Singapore Government

SAF IN AIR-LAND INTEGRATED EXERCISE IN FORT SILL, US

340 SAF personnel take part in Exercise Daring Warrior from 4 to 23 Nov together with 120 US Army troops.

official releases

 
  • 21 Nov 2014, 1030 hours (GMT +8)

    National Service Registration for male Singapore Citizens and Singapore Permanent Residents born between 1st September 1997 and 1st January 1998 (both dates inclusive) will be conducted between 26th November 2014 and 17th December 2014 (both dates inclusive).

  • 21 Nov 2014, 1030 hours (GMT +8)

    The Singapore Armed Forces (SAF) will conduct military exercises in Seletar, Marsiling, Jalan Bahar, Neo Tiew, Lim Chu Kang, Jalan Kwok Min, Tuas, Upper Jurong, Hong Kah, Ama Keng, Bedok Jetty, Kranji, Lentor, Simpang, Sembawang, Mandai from 08:00am on Mon, 24 Nov 2014 to 08:00am on Mon, 01 Dec 2014.

  • 14 Nov 2014, 1130 hours (GMT +8)

    The Singapore Armed Forces (SAF) will conduct military exercises in Seletar, Marsiling, Jalan Bahar, Neo Tiew, Lim Chu Kang, Jalan Kwok Min, Tuas, Upper Jurong, Hong Kah, Ama Keng, Bedok Jetty, Kranji, Lentor, Simpang, Sembawang, Mandai from 08:00am on Mon, 17 Nov 2014 to 08:00am on Mon, 24 Nov 2014.

Key Topics

Defence Policy & DiplomacySingapore's defence policy is fundamentally based on the twin pillars of deterrence and diplomacy.

 

Defence SpendingInvesting wisely and prudently to build up a strong and capable defence force.

 

Strengthen NSStrengthening NS as the critical institution for Singapore’s continued survival and success.

 

Total DefenceTotal Defence involves every Singaporean playing a part to build a strong, secure and cohesive nation.

 

3rd Generation SAFThe 3rd Generation SAF is a strong and integrated force that operates across a full spectrum of operations.

 

OVERSEAS OPERATIONSThe SAF contributes towards multinational humanitarian & security support operations.


 

Defence ProcurementMaintaining a robust and comprehensive procurement process to adhere to the most rigorous standards.

 

System of AuditsEnsuring a robust system of internal & external audits for accountability and transparency.

 

Anti-Corruption PolicyMINDEF and SAF adopt a zero-tolerance policy towards bribery and corruption.

 

Join Us

Find out more about the three new career schemes: Enhanced Officers Scheme; Enhanced Warrant Officers...

Second in prestige only to the President's Scholarship, the SAF Overseas Scholarship (SAFOS) is for those who see the honour...

An internship with MINDEF offers outstanding graduates who are considering various career options the opportunity to...

25 Nov 2014, 0930 hours (GMT +8)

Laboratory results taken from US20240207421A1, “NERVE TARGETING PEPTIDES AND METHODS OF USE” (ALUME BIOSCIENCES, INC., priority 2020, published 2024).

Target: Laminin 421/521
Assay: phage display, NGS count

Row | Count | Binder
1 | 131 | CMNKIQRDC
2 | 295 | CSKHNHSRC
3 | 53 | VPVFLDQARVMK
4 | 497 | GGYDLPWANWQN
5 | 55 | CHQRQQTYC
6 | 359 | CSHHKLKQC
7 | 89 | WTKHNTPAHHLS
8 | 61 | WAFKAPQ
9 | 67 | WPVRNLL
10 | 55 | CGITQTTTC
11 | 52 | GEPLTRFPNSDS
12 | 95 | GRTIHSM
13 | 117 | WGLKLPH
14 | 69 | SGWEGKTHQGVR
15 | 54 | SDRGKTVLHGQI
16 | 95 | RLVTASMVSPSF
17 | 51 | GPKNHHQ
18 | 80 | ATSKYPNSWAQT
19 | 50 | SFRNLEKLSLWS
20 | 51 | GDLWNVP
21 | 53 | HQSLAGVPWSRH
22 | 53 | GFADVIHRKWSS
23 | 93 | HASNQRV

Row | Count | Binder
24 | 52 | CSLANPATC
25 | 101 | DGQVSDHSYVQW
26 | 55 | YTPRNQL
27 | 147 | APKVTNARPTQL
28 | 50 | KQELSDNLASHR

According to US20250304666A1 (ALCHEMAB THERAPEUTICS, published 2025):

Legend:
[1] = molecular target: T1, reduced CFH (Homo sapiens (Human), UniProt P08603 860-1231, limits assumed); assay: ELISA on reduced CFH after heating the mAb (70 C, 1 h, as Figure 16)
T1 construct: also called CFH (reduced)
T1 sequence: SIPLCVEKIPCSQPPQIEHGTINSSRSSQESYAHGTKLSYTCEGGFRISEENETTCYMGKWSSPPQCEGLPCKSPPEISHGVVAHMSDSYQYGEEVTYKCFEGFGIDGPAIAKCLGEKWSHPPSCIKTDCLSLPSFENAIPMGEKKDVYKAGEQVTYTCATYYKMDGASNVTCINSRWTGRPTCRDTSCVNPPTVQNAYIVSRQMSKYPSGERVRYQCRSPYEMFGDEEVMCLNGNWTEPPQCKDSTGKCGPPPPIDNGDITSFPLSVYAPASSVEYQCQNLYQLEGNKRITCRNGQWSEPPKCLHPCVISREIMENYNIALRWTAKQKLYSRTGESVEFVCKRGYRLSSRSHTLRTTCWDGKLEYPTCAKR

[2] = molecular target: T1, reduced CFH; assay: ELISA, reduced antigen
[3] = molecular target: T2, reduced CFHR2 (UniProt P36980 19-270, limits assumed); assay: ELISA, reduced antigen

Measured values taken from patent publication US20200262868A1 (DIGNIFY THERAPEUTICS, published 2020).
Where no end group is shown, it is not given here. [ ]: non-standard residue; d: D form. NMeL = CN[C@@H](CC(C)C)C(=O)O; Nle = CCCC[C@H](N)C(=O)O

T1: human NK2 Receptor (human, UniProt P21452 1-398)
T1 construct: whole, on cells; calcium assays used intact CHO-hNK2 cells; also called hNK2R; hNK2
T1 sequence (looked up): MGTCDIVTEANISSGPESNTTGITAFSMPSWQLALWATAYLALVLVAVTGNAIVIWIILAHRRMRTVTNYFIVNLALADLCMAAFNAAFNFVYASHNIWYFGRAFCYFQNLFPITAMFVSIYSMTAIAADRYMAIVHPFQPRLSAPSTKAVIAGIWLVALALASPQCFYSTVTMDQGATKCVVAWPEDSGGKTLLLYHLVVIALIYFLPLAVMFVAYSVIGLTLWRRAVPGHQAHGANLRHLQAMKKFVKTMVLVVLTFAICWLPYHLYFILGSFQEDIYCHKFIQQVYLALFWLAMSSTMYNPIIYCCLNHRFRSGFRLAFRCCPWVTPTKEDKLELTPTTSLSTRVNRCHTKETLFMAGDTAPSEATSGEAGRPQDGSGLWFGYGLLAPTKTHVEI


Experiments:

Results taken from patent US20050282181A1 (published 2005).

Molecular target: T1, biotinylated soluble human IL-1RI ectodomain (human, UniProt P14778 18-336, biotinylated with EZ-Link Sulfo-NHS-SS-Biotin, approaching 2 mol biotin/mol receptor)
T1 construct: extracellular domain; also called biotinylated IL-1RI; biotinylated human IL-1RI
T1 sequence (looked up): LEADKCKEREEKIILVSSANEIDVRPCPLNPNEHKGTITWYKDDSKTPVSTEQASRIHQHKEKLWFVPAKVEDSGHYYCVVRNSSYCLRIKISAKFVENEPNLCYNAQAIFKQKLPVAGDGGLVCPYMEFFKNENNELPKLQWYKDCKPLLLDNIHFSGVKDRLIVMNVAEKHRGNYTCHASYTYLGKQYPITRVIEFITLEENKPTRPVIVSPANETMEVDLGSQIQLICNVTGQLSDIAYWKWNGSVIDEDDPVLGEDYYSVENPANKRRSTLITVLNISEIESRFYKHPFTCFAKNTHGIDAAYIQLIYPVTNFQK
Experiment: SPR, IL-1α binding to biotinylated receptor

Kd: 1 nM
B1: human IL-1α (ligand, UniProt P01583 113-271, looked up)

Meet Lieutenant Colonel (LTC) (Dr) Vernon Lee, a man fascinated by infectious diseases and dedicated to fighting them. His dreams started out with becoming a fighter pilot, but when they were dashed because of a medical condition, LTC (Dr) Lee found his passion in another route that promised a military life too - as a medical officer. However, the bespectacled 37-year-old is not your average doctor. He specialises in public health and preventive medicine - this means researching medical issues, crafting policies and educating the public on ways to prevent and reduce the chances of being infected by diseases such as deadly viruses. I saw medicine as a way to alleviate suffering…but I'm also the kind of person who can't sit still. I couldn't envision myself sitting in an office and seeing patients for the rest of my life, explained LTC (Dr) Lee. Battling with SARS What truly pushed the Head of the Singapore Armed Forces (SAF) Biodefence Centre (BDFC) to his specialisation was a brush with Severe Acute Respiratory Syndrome (SARS) in 2003. As a junior medical officer with the then-Preventive Medicine Branch, he was asked to investigate a patient suspected to be down with SARS and, subsequently, roped in to help with battling the virus. You know how you read about health professionals going into the field, not knowing whether it would be their last day? I felt like that at that time, he recalled. Through this encounter, he saw the courage, sacrifice and fighting spirit of Singaporeans. He remembers vividly the doctors and nurses who volunteered to stay on in Tan Tock Seng Hospital, even though they were not rostered, because they were familiar with the procedures and did not want others to be put at risk of contamination. There was also a professor and fellow doctor who helped out but succumbed to SARS. I saw the devastation of infectious diseases and how we actually went out of the way to fight and overcome it. That was what pushed me to go into public health. Invisible protection Set up in 2008, the BDFC was formed to protect the SAF against biological threats, and the centre prepares for and prevents possible diseases through surveillance, research and activities like vaccinations, on top of dealing with outbreaks. To combat diseases such as influenza and dengue, the BDFC works with agencies like the Ministry of Health and National Environment Agency to understand how they spread and the best measures to control them. According to LTC (Dr) Lee, these collaborations have been very successful in bringing down disease rates within the SAF. Our soldiers live in a very unique environment, which are close quarters, and this makes them more susceptible to outbreaks. An outbreak means downtime, and that reduces the operational readiness and training tempo of our troops. LTC (Dr) Lee was also responsible for the eradication of malaria risk on Pulau Tekong. The island is regularly sprayed with BTI, a bacteria which targets mosquito larvae. Another solution was to weave permethrin, an insect repellent, into the new pixelised uniforms. In the past, recruits had to take malaria pills before heading to Pulau Tekong. Previously, when our troops went to malaria endemic places, they had to soak their uniforms in permethrin. It was cumbersome and smelled bad, explained LTC (Dr) Lee. So when the new pixelated uniforms were developed, we worked with the logistics team to impregnate the chemical into the fabric that can last multiple washes. Fighting an evolving threat Aside from giving his utmost to the SAF and Humanitarian Assistance and Disaster Relief missions, LTC (Dr) Lee was seconded to the World Health Organisation (WHO). He is currently sitting on several national and international expert working groups to combat dengue and influenza. Working in such large international organisations requires great networking and communication skills. Luckily, being in the SAF has taught him to work well with people from all walks of life, and built up his confidence in public speaking. In the SAF, you have to (deal with) a lot of people and it's not always easy to make them understand what we are trying to do or follow what you say. We work with the policy makers, the ground troops and the commanders. That taught me very good lessons in communication, he said. Diseases often evolve rapidly, and LTC (Dr) Lee relishes the challenge. He views combating every new disease almost as a kind of adventure - one where he must constantly learn, adapt and respond to appropriately. Part of his plans include training and equipping his team with the knowledge that he has, and helping the BDFC maintain that cutting edge and expand into new areas. If I don't play my part in defending against infectious diseases, thousands of people will be affected. That's why I'm still staying on in the SAF. There's still a lot to be done.